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    1. I wouldn't say utter fail MrsL, you were on the right track. Lots of people say that they wouldn't have it, but I wonder why? Could it be the smell that puts you off? It only lasts for a very brief period during its whole yearly life cycle.

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    2. - because my garden is so wee, I think the smell could well permeate the house......... ! Spectacular, though.

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    3. It would also be rather big for a small garden too.

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  3. My initial response had been something akin to Skunk Cabbage (Symplocarpus foetidus) so I was on the right track, but the actual plant was totally unknown to me. Congratulations to John for getting it right.

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    1. I did recognise that you were on the right track David - I did suspect that John might be the one who would be able to answer all four of the questions.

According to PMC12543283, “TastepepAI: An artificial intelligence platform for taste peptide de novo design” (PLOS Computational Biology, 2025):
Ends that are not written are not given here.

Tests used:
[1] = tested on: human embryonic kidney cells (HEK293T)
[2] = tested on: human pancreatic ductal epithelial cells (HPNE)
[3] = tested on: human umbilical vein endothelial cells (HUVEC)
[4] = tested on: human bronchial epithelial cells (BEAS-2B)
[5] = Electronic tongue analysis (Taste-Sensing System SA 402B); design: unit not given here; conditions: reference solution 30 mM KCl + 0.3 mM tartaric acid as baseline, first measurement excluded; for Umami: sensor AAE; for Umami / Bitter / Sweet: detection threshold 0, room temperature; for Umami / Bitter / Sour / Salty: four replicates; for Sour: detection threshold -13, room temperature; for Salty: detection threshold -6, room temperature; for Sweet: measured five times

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  4. I'm not really that knowledgeable; all I remembered was its common name and the smell (which is not easily forgotten), the rest was easy to find out.

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    1. You were the only one to get it totally correct John. I think that google's search engines came in very useful.

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  5. Dearest Rosemary,
    Well, did not get that 'stinky' aspect as being that strong...
    Enjoy your 25-year old souvenir and offspring! That is very special and in a large size garden will not bother you much for those 24 hours.
    Hugs,
    Mariette

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    1. Dear Mariette - you are right, the garden is plenty big enough to site it well away from any open doors or windows. But the fun that I get from growing it far outweighs the smell which is over and done with very quickly.

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  6. Congrats to the knowledgeable ones! Are you sending them a putrid-smelling clipping as a prize?

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  7. Hello Rosemary, Your quizzes make mine look like a walk in the park! After I wrote in, I checked around and found Dracunulus Vulgaris, but I didn't want to send in an answer I had frankly looked up.
    --Jim

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    1. Hello Jim - I hope that you enjoyed finding out more about this interesting plant.

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  8. Hello, Rosemary.